Posted: Thu, October 05, 2017 | By: Past Projects
By Kyaw Moe Khine, Edited by Nathalie Johnston
The majority religion in Myanmar is Thervaveda Buddhism, with a whopping 88% of the country associating themselves as well as the military and civilian governments being strong proponents of the cause. Though a very diverse country, the majority of the ethnic groups follow some form of Buddhism, including the Rakhine, Mon, Bama (Burmese), Shan and Karen.
The other religions practiced in Myanmar are Christianity (6%), Islam (4.5%), and Hinduism (1%) as well as a small population who still practice Animism.
It is completely taboo to be an Atheist in Myanmar. As a very conservative and traditional country, conformity is key. There is also a deep sense of filial piety, so it’s important to respect elders and their religious beliefs. So much of the population lives and dies by religious practice. Being an Atheist makes you an outcast among more traditional people. But among young people there is growing interest.
When it comes to National Registration Cards (NRC) there is no option to omit your religion. You must choose the religion of your family. In some cases, parents will change the child’s religion to Buddhist because it makes it easier to operate in country, and there is the least amount of discrimination against Buddhist people.
There is a heavy mix now of Nationalism and Buddhism. The military government, who have been in power since 1962, created a big propaganda machine following Buddhist practice, and established Buddhism as the acceptable form of description for Myanmar. They built thousands of temples all over the country, and even during the civilian protests, it was said that the Buddhist monks were the only people that the military were truly afraid of.
Some of Myanmar has changed since the election in 2015. But the people in power still espouse Buddhism as the most important element of Burmese life. And of course Ma Ba Tha, the extreme Buddhist group who encourages discrimination, has made people think about what religion really means.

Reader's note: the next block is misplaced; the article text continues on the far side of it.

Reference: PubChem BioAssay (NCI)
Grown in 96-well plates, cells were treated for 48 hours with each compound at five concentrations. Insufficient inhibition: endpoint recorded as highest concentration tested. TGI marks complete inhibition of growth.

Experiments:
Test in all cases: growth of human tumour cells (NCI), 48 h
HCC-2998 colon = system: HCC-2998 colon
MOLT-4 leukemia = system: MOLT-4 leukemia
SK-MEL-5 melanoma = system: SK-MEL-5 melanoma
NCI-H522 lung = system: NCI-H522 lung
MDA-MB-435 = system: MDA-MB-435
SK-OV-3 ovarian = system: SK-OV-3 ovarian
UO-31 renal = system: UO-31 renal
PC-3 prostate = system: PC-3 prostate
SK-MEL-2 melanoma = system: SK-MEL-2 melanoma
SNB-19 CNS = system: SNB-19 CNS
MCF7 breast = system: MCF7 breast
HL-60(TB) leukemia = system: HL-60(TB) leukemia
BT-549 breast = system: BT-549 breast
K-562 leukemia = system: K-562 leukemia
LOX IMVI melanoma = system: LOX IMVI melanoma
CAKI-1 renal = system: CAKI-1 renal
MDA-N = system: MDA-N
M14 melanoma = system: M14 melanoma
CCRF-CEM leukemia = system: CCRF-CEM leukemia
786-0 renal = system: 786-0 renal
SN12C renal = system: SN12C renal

Back in the day, the assumption was that if you had no religion, you were Communist. The word in Burmese for Communist is the same as for Atheist. There are no student or public groups allowed to meet at schools to discuss Atheism or left-wing politics. We still have a lot of censorship in Myanmar, in the arts, in school, in books, and even from our own people and peers. And its especially bad for women, who are expected to be the most devout and traditional, with controlling parents and society who doesn’t think life should change for them.
“Myanmar law carries criminal penalties for defaming religion under a vague provision that has been exploited to muzzle political activists and casual Facebook users alike. In March, a New Zealand bar manager was sentenced to two-and-a-half years in prison for posting an image of the Buddha wearing headphones on Facebook.” - Al Jazeera
There are a few Atheist Facebook pages in Myanmar, which is meaningful since Facebook is the largest social media machine here. People share funny cartoons or their thoughts, and without fear of retribution of social isolation. There are more and more young people that can see the way forward is to be more open and accepting, less traditional and conservative, and more independent.